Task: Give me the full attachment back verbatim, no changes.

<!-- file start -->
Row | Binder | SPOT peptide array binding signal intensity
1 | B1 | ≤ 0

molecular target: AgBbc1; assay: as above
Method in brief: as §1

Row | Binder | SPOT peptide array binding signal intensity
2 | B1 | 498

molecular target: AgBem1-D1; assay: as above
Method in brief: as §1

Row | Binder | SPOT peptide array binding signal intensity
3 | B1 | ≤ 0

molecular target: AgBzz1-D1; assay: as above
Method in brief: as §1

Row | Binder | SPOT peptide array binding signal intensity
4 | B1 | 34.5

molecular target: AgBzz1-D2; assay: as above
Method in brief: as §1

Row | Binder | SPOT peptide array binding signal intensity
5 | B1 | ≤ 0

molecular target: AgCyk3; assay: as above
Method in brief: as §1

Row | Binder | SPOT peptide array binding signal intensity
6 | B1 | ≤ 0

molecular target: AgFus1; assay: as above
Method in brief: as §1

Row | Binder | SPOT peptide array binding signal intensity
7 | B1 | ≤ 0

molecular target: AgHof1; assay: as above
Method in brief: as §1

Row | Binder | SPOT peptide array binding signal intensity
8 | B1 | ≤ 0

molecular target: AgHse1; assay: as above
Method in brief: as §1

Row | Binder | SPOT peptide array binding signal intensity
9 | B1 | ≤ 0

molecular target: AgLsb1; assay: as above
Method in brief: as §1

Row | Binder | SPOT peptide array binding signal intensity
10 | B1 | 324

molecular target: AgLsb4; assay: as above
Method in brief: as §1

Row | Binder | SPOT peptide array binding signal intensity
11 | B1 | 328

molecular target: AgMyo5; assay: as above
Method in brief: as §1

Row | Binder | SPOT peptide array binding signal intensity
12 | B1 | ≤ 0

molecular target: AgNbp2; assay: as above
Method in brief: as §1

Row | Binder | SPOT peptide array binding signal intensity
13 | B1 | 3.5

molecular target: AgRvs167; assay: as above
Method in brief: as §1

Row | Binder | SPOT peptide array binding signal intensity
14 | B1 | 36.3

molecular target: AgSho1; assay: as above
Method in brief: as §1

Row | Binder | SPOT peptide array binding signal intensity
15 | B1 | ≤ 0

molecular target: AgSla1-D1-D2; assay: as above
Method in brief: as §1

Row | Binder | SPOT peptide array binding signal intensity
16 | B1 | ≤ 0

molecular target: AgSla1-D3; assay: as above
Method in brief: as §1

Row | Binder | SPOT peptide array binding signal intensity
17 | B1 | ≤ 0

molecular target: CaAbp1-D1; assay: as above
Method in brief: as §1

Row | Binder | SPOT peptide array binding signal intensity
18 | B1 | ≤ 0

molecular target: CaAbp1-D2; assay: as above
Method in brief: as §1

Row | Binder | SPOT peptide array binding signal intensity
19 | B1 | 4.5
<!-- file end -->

Row | Binder | SPOT peptide array binding signal intensity
1 | B1 | ≤ 0

molecular target: AgBbc1; assay: as above
Method in brief: as §1

Row | Binder | SPOT peptide array binding signal intensity
2 | B1 | 498

molecular target: AgBem1-D1; assay: as above
Method in brief: as §1

Row | Binder | SPOT peptide array binding signal intensity
3 | B1 | ≤ 0

molecular target: AgBzz1-D1; assay: as above
Method in brief: as §1

Row | Binder | SPOT peptide array binding signal intensity
4 | B1 | 34.5

molecular target: AgBzz1-D2; assay: as above
Method in brief: as §1

Row | Binder | SPOT peptide array binding signal intensity
5 | B1 | ≤ 0

molecular target: AgCyk3; assay: as above
Method in brief: as §1

Row | Binder | SPOT peptide array binding signal intensity
6 | B1 | ≤ 0

molecular target: AgFus1; assay: as above
Method in brief: as §1

Row | Binder | SPOT peptide array binding signal intensity
7 | B1 | ≤ 0

molecular target: AgHof1; assay: as above
Method in brief: as §1

Row | Binder | SPOT peptide array binding signal intensity
8 | B1 | ≤ 0

molecular target: AgHse1; assay: as above
Method in brief: as §1

Row | Binder | SPOT peptide array binding signal intensity
9 | B1 | ≤ 0

molecular target: AgLsb1; assay: as above
Method in brief: as §1

Row | Binder | SPOT peptide array binding signal intensity
10 | B1 | 324

molecular target: AgLsb4; assay: as above
Method in brief: as §1

Row | Binder | SPOT peptide array binding signal intensity
11 | B1 | 328

molecular target: AgMyo5; assay: as above
Method in brief: as §1

Row | Binder | SPOT peptide array binding signal intensity
12 | B1 | ≤ 0

molecular target: AgNbp2; assay: as above
Method in brief: as §1

Row | Binder | SPOT peptide array binding signal intensity
13 | B1 | 3.5

molecular target: AgRvs167; assay: as above
Method in brief: as §1

Row | Binder | SPOT peptide array binding signal intensity
14 | B1 | 36.3

molecular target: AgSho1; assay: as above
Method in brief: as §1

Row | Binder | SPOT peptide array binding signal intensity
15 | B1 | ≤ 0

molecular target: AgSla1-D1-D2; assay: as above
Method in brief: as §1

Row | Binder | SPOT peptide array binding signal intensity
16 | B1 | ≤ 0

molecular target: AgSla1-D3; assay: as above
Method in brief: as §1

Row | Binder | SPOT peptide array binding signal intensity
17 | B1 | ≤ 0

molecular target: CaAbp1-D1; assay: as above
Method in brief: as §1

Row | Binder | SPOT peptide array binding signal intensity
18 | B1 | ≤ 0

molecular target: CaAbp1-D2; assay: as above
Method in brief: as §1

Row | Binder | SPOT peptide array binding signal intensity
19 | B1 | 4.5